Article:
The first reports of a dramatic find in the Egyptian desert generated headlines around the world. Speaking in Cairo, Canadian archeologist Anthony Mills announced the discovery of two books with wooden pages—and that one volume held copies of works by the Greek philosopher Aristotle. But the excitement over that mid-January find was shortlived. In a recent interview with Maclean’s, Mills said further study had shown that the handwritten pages in one book contain three political essays by Isocrates, another Greek philosopher and a fourth-century-BC contemporary of the great Athenian thinker. Still, the well-preserved texts date from the third century AD. As a result, scholars will be able to study copies that are six centuries closer to Isocrates’ now-lost originals than any other previously discovered versions. And the unearthing of the second book—a ledger of land rents paid by tenant farmers—focused further attention on a 25-member team working a site covering 900 square
miles under Mills’s leadership.
Since 1978 international scholars have set off each January for a threemonth dig at the Dakhleh Oasis—an isolated patch of greenery in the barren sands of Egypt’s Western Desert. At an annual cost of more than $100,000, the expedition—sponsored by
The find focused further attention on a unique archeological project at a site spread over 900 square miles
grants from the federal Social Sciences and Humanities Research Council in Ottawa, Toronto’s Royal Ontario Museum and the Toronto-based Society for the Study of Egyptian Antiquities—has undertaken an ambitious task: to study human settlement patterns throughout history at a single site. That time period, from the Old
Stone Age to the present, covers more than 200,000 years. But the dry climate and the remote location of the oasis in central Egypt have helped preserve evidence of the past for the team’s ambitious quest.
The desert sand that filled a ruined, third-century-AD house sheltered books that were still held together with the original string bindings. According to Mills, British archeologist Colin Hope found the books buried in the sand at a depth that was one yard above the floor level of the house— suggesting that someone had lost them after the dwelling was abandoned.
Each book contains nine wooden pages, four inches wide, 10 inches long and one-eighth of an inch thick. According to Mills, a scribe used ink and a split-reed pen to cover each page with columns of ancient Greek. Shortly after the discovery two specialists in Greek writings examined the book containing the essays on kingship and government and decided that they appeared to have been written in a style favored by Aristotle. The specialists reached that conclusion just before the archeological team completed its yearly expedition to the oasis. But in a recent interview from his residence in southwest England, Mills, a 51-yearold native of Hamilton, said that other experts had subjected the text to clos-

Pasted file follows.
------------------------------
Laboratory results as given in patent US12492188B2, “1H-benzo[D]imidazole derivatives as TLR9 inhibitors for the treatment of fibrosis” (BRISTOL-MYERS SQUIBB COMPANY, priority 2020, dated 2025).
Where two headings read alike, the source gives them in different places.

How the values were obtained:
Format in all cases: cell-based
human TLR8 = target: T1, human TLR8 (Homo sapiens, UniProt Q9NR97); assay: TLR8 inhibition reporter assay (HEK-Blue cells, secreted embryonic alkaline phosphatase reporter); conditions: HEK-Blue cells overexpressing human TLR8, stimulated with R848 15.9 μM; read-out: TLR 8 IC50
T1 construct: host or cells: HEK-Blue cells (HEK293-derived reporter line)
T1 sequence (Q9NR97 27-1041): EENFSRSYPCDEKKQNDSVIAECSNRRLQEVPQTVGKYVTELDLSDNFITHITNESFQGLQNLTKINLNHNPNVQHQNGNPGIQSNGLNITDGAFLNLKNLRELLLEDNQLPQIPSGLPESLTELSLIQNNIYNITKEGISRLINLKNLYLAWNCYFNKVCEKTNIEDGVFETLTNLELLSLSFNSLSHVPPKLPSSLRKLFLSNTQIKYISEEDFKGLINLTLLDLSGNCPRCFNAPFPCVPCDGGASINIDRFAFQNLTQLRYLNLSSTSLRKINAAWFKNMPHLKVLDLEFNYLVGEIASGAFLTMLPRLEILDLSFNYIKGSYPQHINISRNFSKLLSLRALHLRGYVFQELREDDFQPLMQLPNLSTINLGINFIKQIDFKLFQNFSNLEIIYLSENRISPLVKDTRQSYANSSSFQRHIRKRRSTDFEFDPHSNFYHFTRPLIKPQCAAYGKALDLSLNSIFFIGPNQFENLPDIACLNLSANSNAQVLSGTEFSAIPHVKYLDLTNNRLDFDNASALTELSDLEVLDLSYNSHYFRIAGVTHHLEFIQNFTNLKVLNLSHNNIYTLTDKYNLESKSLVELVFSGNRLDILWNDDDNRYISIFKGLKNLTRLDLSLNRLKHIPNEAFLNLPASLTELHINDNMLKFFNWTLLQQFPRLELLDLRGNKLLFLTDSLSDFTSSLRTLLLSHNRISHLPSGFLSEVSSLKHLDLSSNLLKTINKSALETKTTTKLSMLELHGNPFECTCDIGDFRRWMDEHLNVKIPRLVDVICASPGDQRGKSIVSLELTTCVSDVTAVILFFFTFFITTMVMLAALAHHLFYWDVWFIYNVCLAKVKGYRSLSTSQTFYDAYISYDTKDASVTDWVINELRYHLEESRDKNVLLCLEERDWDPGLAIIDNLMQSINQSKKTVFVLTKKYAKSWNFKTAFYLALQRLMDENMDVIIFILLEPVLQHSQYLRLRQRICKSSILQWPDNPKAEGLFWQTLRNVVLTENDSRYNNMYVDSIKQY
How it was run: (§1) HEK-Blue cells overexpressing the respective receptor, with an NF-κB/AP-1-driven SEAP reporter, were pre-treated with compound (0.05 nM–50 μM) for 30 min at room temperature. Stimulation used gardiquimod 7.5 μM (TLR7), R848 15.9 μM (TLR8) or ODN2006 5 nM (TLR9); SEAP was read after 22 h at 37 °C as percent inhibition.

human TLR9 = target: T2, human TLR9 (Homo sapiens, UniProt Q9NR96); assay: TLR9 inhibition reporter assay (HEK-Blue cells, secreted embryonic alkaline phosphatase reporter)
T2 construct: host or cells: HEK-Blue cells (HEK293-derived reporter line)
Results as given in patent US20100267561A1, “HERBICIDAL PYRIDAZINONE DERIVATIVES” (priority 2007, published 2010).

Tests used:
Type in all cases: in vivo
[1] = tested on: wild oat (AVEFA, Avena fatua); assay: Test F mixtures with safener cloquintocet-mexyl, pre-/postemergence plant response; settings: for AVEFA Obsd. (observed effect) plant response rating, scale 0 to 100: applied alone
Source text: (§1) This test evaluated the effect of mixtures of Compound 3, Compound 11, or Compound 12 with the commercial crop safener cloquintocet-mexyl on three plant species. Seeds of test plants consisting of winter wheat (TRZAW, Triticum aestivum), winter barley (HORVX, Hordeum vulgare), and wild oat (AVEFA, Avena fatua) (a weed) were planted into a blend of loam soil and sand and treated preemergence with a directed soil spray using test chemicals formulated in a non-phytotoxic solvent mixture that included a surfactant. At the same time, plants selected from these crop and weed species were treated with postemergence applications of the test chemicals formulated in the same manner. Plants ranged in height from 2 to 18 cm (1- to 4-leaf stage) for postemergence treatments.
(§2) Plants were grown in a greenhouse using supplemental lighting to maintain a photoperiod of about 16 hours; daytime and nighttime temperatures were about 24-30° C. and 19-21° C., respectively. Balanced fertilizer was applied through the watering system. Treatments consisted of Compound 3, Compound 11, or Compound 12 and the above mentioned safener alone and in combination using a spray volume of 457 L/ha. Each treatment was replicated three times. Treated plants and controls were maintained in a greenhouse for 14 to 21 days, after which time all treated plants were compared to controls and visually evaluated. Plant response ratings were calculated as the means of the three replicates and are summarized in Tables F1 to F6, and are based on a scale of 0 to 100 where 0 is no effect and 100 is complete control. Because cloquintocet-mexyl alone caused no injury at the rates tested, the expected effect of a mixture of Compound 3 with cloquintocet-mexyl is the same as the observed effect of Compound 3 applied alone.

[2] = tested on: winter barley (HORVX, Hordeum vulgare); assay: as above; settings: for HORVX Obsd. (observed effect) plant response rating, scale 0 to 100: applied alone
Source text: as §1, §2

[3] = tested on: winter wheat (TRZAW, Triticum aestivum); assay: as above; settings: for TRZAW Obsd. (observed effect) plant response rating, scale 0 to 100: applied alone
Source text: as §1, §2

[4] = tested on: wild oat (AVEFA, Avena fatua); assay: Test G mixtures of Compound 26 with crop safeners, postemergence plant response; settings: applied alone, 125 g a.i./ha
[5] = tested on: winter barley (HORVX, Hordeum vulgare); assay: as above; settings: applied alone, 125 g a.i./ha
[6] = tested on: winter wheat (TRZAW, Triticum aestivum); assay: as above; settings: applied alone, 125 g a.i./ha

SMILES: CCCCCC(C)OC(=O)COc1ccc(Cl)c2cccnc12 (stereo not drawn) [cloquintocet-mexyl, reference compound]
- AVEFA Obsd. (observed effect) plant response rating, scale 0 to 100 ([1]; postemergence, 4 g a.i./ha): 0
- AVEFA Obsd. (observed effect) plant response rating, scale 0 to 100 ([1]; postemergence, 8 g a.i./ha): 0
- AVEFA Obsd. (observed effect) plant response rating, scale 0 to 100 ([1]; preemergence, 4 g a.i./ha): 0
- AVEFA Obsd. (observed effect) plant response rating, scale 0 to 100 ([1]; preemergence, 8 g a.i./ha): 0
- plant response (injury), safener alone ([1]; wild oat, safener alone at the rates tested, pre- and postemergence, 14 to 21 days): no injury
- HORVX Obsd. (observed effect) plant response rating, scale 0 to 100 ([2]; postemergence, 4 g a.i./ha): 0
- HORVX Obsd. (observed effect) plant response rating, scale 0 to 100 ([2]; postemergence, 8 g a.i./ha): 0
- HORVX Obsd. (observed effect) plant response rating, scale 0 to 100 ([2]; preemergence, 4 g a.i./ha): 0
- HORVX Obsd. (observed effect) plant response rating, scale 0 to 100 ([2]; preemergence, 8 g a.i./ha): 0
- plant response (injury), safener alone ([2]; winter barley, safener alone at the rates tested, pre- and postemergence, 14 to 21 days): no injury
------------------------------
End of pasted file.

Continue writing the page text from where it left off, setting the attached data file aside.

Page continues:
er scrutiny—and concluded that the book contained Isocrates’ writings. Despite that revision, many scholars say that the newly discovered manuscript is still valuable because it likely contains far fewer of the errors that have crept in over the centuries as generations of scribes copied the old texts.
In any event, Mills said that thor-
ough study of the second book, a fouryear record of rents paid by a dozen farmers, should reveal fresh details about ordinary life in an outpost of the Roman empire. Archeologists already know that the extension of Roman rule to the oasis—an event that roughly coincided with the dawn of the Christian era—inaugurated a golden period for
the area that lasted for approximately 500 years. Ismant, the desert city that flourished under the Roman eagle, boasted such civic monuments as a governor’s mansion and splendid temples—remains that now await examination in an archeological project that Mills estimates will require another 25 years to complete.
The accounts book has already yielded intriguing—if tentative—insights about that buried community. Mills said that Christianity had likely made few converts among the town’s inhabitants by the end of the third century AD. He added that although the landlord had taken a Christian name— John—and began his book by praising God, his tenants are all listed under traditional Greek or Egyptian names—an indication, Mills said, that the city was largely pagan. And while Mills acknowledged that finding Isocrates’ works was an exciting and unexpected bonus, he maintained that its less illustrious companion, with its accounts of rental tallies and references to the cultivation of such crops as barley, wheat and cotton, fitted more closely with the project’s theme: reconstructing the vanished life of an oasis that still sustains 40,000 inhabitants.
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